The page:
Cuadrilla profits fall in “relentless and exhilarating year”

pnr 181225 Ros Wills4

Coiled tubing tower at Preston New Road, 25 December 2018. Photo: Ros Wills

Cuadrilla saw profits drop by a third in 2018, according to annual accounts published this week.

The fall would have been bigger if the company had not sold part of its stake in the Balcombe exploration licence in West Sussex.

Assets increased in value because of drilling and fracking at the Preston New Road shale gas site, near Blackpool. The company’s highest paid director had a 15% rise but the company’s charitable and community donations were down nearly 20%.

Cuadrilla raised more than £12m in four shareholder funding rounds in 2018. There was also a £7m contribution to exploration from the Australian mining group AJ Lucas.

Chief executive, Francis Egan, described 2018 as an “exciting and unprecedented period for the business”.

During the year, the company drilled and fracked the UK’s first horizontal shale gas well at Preston New Road. It was also the first company to pass a new financial resilience assessment required for fracking companies in the UK.

Writing in the accounts, Mr Egan said 2018 was a “relentless and exhilarating year” for the Preston New Road site. He said he was also “encouraged” by results from a flow test at the Balcombe well, drilled by Cuadrilla in 2013.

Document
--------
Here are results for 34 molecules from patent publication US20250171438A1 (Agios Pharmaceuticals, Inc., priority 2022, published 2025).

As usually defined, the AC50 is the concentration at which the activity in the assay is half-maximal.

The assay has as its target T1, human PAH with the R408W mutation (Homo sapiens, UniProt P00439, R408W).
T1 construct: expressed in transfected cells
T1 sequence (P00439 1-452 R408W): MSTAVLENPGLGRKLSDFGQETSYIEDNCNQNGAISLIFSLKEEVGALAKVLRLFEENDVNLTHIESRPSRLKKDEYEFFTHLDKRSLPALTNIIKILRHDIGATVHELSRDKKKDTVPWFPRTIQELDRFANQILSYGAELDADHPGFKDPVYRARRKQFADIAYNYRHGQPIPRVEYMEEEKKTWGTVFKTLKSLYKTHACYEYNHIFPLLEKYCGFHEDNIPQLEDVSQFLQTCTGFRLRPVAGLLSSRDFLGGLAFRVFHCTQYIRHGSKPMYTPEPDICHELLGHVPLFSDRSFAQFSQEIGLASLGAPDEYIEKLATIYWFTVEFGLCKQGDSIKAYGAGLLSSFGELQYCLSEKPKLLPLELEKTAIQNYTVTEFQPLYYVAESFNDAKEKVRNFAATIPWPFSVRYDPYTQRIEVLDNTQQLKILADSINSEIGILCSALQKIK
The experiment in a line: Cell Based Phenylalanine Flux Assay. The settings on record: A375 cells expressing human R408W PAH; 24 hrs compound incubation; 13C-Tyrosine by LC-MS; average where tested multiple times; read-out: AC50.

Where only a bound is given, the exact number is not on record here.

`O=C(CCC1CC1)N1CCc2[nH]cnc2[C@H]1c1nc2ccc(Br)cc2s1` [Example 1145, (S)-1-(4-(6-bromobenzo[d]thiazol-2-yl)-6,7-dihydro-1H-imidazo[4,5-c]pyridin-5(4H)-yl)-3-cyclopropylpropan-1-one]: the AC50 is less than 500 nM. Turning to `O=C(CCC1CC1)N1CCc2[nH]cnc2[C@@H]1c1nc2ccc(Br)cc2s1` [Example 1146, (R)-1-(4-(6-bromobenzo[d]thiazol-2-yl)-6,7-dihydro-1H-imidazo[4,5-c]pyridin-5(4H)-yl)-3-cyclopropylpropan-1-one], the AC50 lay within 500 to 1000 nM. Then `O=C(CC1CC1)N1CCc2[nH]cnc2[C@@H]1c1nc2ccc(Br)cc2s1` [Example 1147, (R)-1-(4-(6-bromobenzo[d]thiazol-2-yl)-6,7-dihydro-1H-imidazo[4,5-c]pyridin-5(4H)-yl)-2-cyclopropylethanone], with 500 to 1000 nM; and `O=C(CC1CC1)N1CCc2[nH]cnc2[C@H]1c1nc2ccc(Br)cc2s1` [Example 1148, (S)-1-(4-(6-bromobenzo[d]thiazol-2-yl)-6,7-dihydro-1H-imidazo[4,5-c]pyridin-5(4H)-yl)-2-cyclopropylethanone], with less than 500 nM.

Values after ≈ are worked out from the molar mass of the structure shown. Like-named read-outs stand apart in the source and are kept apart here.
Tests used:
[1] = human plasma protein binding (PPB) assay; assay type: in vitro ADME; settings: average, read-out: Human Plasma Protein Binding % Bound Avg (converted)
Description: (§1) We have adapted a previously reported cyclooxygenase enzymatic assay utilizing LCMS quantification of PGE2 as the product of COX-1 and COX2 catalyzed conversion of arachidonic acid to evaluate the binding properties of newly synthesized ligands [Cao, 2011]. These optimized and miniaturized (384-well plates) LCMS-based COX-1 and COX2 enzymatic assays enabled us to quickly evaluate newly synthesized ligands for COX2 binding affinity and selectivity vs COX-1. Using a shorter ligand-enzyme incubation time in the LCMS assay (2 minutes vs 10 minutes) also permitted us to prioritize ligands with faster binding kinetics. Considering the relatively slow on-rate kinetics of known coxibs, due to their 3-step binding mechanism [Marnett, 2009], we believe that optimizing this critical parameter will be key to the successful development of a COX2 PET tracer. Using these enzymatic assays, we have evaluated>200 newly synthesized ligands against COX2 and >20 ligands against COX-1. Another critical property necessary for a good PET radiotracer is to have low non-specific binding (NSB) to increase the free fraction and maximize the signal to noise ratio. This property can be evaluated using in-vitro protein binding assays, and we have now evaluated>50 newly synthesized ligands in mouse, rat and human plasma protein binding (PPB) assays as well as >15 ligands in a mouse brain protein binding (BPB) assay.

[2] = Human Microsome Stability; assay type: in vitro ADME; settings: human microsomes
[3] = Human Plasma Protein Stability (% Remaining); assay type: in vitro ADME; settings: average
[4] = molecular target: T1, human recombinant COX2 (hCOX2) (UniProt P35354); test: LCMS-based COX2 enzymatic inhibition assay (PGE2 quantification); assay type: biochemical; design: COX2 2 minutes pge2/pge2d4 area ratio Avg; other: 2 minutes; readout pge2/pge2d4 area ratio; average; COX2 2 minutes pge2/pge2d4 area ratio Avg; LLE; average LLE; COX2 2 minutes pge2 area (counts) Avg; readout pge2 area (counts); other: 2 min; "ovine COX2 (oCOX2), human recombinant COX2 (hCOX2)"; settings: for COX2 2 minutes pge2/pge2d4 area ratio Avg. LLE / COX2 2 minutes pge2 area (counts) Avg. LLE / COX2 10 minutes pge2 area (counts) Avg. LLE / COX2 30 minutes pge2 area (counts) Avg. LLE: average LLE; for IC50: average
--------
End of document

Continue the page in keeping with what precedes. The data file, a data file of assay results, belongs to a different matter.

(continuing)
Cuadrilla announced earlier this month that it intended frack the second well at Preston New Road, even though the potential of the first well was only partially tested. There were more than 50 induced earth tremors during fracking at the site in 2018. Pumping stopped prematurely four times because tremors exceeded the 0.5ML threshold on the traffic light system regulations.

Mr Egan said:

“We remain convinced that it will not be possible to establish a commercial shale gas industry in the UK within the existing 0.5 red light operating limits

“However, we understand that more data is considered to be required to support the case for a TLS review and as the only UK shale gas operator with permission to hydraulically fracture horizontal wells, it’s clearly up to us to provide it.”

Key figures

The accounts, for the year to the end of December 2018, are for Cuadrilla Resources Holdings Limited.

2018 accounts for Cuadrilla Resources Holdings Limited (pdf)

The holding company is owned by the Australian mining group, AJ Lucas (48%), the private equity investor Riverstone Holdings (45%) and Cuadrilla’s current and former employees (7%).

It has one subsidiary, Cuadrilla Resources Limited, which in turn has 12 subsidiaries, mostly operating in England in oil and gas exploration.

For the first time, the 2018 accounts give figures in GB pounds, rather than US dollars.

Profits fell from £4,254,000 in 2017 to £2,650,000 in 2018, despite including a £1,816,000 profit from the part-sale of Cuadrilla’s stake in the Balcombe licence. Cuadrilla recorded a profit for the first time in 2017 with a $16.9m contribution from Centrica. In 2016, the company reported a loss of $11.5m.

Operating expenses rose to £3,520,000 in 2018, up from £2,975,000 in the year before.

Administrative expenses were up slightly at £3,680,000, compared with £3,627,000 in 2017.

Total comprehensive loss for the year rose to £394,000, up from £146,000 in 2017.